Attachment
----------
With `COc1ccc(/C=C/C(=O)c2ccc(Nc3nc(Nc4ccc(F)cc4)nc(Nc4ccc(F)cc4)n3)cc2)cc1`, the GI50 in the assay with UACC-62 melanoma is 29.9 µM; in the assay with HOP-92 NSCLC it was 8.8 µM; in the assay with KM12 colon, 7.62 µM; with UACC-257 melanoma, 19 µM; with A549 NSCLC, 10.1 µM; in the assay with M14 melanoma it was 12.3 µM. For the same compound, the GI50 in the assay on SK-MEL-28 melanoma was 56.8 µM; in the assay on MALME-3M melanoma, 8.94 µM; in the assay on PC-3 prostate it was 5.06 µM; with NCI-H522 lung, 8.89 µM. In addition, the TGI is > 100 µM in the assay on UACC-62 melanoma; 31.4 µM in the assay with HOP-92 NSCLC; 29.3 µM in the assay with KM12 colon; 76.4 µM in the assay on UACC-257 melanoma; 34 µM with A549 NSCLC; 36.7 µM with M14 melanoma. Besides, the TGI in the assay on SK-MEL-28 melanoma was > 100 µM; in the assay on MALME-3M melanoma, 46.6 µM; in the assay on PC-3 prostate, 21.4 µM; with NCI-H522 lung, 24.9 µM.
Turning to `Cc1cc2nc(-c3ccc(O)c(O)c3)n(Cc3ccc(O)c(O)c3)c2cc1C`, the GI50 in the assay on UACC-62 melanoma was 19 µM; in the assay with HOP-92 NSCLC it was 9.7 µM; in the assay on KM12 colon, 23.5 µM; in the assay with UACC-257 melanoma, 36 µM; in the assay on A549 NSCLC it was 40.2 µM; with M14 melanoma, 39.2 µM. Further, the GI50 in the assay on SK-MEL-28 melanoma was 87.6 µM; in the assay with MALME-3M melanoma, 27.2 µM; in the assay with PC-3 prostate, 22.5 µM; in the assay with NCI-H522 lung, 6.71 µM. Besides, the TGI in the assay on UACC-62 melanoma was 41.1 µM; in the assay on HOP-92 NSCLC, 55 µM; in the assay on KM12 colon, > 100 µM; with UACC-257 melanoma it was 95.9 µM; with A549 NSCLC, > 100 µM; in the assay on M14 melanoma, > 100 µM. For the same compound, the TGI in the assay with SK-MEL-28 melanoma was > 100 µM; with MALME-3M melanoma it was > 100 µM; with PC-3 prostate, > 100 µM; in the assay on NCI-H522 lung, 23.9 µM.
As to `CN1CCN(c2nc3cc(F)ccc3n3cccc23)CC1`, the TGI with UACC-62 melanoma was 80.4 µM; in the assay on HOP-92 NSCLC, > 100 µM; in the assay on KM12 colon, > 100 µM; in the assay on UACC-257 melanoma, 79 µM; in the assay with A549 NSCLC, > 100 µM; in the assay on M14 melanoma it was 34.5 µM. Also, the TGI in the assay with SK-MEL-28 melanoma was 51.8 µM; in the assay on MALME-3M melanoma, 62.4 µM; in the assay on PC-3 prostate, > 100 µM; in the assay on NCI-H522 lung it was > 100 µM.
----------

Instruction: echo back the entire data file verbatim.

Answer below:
With `COc1ccc(/C=C/C(=O)c2ccc(Nc3nc(Nc4ccc(F)cc4)nc(Nc4ccc(F)cc4)n3)cc2)cc1`, the GI50 in the assay with UACC-62 melanoma is 29.9 µM; in the assay with HOP-92 NSCLC it was 8.8 µM; in the assay with KM12 colon, 7.62 µM; with UACC-257 melanoma, 19 µM; with A549 NSCLC, 10.1 µM; in the assay with M14 melanoma it was 12.3 µM. For the same compound, the GI50 in the assay on SK-MEL-28 melanoma was 56.8 µM; in the assay on MALME-3M melanoma, 8.94 µM; in the assay on PC-3 prostate it was 5.06 µM; with NCI-H522 lung, 8.89 µM. In addition, the TGI is > 100 µM in the assay on UACC-62 melanoma; 31.4 µM in the assay with HOP-92 NSCLC; 29.3 µM in the assay with KM12 colon; 76.4 µM in the assay on UACC-257 melanoma; 34 µM with A549 NSCLC; 36.7 µM with M14 melanoma. Besides, the TGI in the assay on SK-MEL-28 melanoma was > 100 µM; in the assay on MALME-3M melanoma, 46.6 µM; in the assay on PC-3 prostate, 21.4 µM; with NCI-H522 lung, 24.9 µM.
Turning to `Cc1cc2nc(-c3ccc(O)c(O)c3)n(Cc3ccc(O)c(O)c3)c2cc1C`, the GI50 in the assay on UACC-62 melanoma was 19 µM; in the assay with HOP-92 NSCLC it was 9.7 µM; in the assay on KM12 colon, 23.5 µM; in the assay with UACC-257 melanoma, 36 µM; in the assay on A549 NSCLC it was 40.2 µM; with M14 melanoma, 39.2 µM. Further, the GI50 in the assay on SK-MEL-28 melanoma was 87.6 µM; in the assay with MALME-3M melanoma, 27.2 µM; in the assay with PC-3 prostate, 22.5 µM; in the assay with NCI-H522 lung, 6.71 µM. Besides, the TGI in the assay on UACC-62 melanoma was 41.1 µM; in the assay on HOP-92 NSCLC, 55 µM; in the assay on KM12 colon, > 100 µM; with UACC-257 melanoma it was 95.9 µM; with A549 NSCLC, > 100 µM; in the assay on M14 melanoma, > 100 µM. For the same compound, the TGI in the assay with SK-MEL-28 melanoma was > 100 µM; with MALME-3M melanoma it was > 100 µM; with PC-3 prostate, > 100 µM; in the assay on NCI-H522 lung, 23.9 µM.
As to `CN1CCN(c2nc3cc(F)ccc3n3cccc23)CC1`, the TGI with UACC-62 melanoma was 80.4 µM; in the assay on HOP-92 NSCLC, > 100 µM; in the assay on KM12 colon, > 100 µM; in the assay on UACC-257 melanoma, 79 µM; in the assay with A549 NSCLC, > 100 µM; in the assay on M14 melanoma it was 34.5 µM. Also, the TGI in the assay with SK-MEL-28 melanoma was 51.8 µM; in the assay on MALME-3M melanoma, 62.4 µM; in the assay on PC-3 prostate, > 100 µM; in the assay on NCI-H522 lung it was > 100 µM.